Thirdly, his neo-liberal instinct will be tempered by the fact that the electorate are highly suspicious of free market zealots. Unable to forget the profound social and economic damage that Menemismo (then the poster-child of the IMF’s 1990s structural reforms) did to the country, society has not handed the new President a blank cheque but in its highly politicised state, will come out onto the streets to voice its opposition if Macri goes too far. Further, for as long as Peronism enjoys hegemonic control over the labour movement and until recently Argentinean politics more generally, it retains a significant disruptive capacity through the organisation of strikes, lootings and street demonstrations which the new President may struggle to contain. No non-Peronist President has seen out their term of office since the restoration of democracy in 1983 and many suggest that Macri will be deposed prematurely. Yet if this were to occur it will more likely be because the President is forced to resign if found guilty of any of the separate 214 counts on which he is currently indicted, ranging from ‘fraud and illicit association’ to abuse of public office.
More neo-extractivist than neo-liberal, the environment and indigenous communities as the main losers
Whilst the new government will thus not be as neoliberal as feared, one of the areas of continuity with the Kirchners and where he may face less ideological and parliamentary opposition is by intensifying Argentina’s neo-extractivist model. This entails encouraging transnational companies and big businesses to exploit natural resources such as soya or open-cast mining so as to generate inward investment. Indeed, scrutiny of the new Presidents’ appointments in the opening weeks of his mandate provide a powerful statement of intent regarding in whose interests he intends to govern.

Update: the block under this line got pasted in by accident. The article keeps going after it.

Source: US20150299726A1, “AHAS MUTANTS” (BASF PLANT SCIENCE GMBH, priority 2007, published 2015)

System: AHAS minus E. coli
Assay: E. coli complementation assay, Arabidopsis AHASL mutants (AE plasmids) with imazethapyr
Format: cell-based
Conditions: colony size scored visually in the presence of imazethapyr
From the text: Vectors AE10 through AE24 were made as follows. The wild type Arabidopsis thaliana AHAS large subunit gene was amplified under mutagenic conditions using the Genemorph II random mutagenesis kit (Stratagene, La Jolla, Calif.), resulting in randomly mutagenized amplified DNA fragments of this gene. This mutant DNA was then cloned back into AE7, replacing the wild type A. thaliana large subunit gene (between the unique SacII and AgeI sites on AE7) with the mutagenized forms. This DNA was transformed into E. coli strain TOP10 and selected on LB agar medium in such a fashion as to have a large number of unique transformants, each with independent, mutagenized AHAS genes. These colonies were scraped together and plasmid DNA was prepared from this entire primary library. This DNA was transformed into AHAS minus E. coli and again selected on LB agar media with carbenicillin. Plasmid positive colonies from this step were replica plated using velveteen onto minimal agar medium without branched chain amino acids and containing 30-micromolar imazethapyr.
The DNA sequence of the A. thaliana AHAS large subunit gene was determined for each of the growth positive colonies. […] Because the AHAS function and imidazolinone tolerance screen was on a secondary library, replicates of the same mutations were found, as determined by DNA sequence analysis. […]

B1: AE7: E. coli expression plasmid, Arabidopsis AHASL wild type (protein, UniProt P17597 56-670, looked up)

A large number of cabinet posts have been allocated to the CEO’s or former Directors of multinational corporations like HSBC, JP Morgan and the principle benefactors of fracking and other elements of neo-extractivism like Shell and Monsanto. Whilst environmentally disastrous, rural and indigenous communities have proven themselves adept at physically resisting dispossession from their land and homes. However, they may be crushed by the repressive state apparatus that former President Cristina Kirchner was more reluctant to unleash.
Anglo-Argentine relations may enjoy a revival